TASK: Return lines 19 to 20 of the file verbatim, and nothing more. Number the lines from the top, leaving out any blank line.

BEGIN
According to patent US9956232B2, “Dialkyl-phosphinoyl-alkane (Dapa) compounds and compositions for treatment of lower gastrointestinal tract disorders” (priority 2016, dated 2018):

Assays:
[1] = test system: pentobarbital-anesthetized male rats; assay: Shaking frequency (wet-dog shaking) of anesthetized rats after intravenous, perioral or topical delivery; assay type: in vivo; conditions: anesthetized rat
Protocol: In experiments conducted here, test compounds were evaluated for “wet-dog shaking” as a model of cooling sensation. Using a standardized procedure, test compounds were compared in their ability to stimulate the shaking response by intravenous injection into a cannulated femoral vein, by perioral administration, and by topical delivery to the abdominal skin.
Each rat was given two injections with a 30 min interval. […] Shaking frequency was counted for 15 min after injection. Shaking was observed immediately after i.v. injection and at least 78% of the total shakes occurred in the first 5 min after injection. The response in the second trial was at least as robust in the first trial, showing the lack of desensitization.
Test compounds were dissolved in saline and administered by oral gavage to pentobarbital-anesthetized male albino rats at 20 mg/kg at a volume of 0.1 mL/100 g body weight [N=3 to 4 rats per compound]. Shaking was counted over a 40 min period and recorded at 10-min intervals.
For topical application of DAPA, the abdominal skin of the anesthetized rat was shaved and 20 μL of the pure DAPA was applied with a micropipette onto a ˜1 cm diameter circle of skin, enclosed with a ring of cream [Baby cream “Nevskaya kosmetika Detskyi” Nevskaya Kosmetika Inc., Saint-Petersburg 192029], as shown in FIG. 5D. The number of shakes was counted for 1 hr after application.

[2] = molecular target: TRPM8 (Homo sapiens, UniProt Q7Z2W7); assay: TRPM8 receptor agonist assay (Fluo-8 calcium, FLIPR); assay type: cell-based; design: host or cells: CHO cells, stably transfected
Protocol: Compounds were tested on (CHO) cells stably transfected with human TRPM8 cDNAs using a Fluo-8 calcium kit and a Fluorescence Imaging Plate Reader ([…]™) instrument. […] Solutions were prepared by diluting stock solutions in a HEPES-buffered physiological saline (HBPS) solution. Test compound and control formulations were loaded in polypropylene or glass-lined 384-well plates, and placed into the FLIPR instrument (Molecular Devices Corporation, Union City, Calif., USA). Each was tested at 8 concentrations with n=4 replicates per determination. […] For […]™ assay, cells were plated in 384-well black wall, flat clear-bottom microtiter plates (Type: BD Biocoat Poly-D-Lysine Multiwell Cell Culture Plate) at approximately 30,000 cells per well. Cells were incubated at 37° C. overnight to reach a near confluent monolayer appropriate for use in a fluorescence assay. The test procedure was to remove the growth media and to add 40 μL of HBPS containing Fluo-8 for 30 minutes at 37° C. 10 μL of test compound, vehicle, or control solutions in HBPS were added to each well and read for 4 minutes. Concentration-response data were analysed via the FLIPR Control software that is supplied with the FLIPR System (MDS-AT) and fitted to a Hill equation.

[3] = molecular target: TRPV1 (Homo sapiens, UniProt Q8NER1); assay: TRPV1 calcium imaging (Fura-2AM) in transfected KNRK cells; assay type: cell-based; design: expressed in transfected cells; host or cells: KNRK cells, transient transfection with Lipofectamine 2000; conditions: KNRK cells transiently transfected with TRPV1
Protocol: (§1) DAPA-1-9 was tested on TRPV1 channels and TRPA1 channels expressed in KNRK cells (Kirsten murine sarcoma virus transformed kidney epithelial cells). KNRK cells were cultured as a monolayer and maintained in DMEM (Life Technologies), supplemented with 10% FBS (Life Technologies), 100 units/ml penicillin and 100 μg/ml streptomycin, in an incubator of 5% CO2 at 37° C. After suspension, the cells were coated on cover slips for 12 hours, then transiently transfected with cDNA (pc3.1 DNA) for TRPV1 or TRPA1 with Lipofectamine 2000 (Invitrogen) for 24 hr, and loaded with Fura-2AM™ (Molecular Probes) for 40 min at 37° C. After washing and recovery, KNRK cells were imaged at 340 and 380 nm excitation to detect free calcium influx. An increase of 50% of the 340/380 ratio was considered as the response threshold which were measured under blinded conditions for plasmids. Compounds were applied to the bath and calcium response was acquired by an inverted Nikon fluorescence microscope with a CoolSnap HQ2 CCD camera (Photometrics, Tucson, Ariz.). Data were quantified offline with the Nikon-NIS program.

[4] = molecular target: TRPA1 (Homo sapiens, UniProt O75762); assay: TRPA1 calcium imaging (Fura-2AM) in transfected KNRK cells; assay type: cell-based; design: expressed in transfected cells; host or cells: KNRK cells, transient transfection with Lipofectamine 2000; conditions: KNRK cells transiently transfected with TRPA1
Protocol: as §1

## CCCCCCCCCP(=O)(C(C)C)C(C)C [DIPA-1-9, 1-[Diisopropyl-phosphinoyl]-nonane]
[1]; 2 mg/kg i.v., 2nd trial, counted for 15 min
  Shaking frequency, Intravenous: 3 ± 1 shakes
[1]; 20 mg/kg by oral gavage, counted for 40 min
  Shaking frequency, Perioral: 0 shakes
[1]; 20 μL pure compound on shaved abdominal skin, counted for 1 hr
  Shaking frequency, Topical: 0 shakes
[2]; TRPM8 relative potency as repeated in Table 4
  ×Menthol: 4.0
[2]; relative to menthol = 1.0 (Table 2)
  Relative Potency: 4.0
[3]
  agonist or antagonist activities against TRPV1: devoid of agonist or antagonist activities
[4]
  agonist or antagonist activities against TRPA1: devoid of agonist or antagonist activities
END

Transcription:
[1]; 20 μL pure compound on shaved abdominal skin, counted for 1 hr
  Shaking frequency, Topical: 0 shakes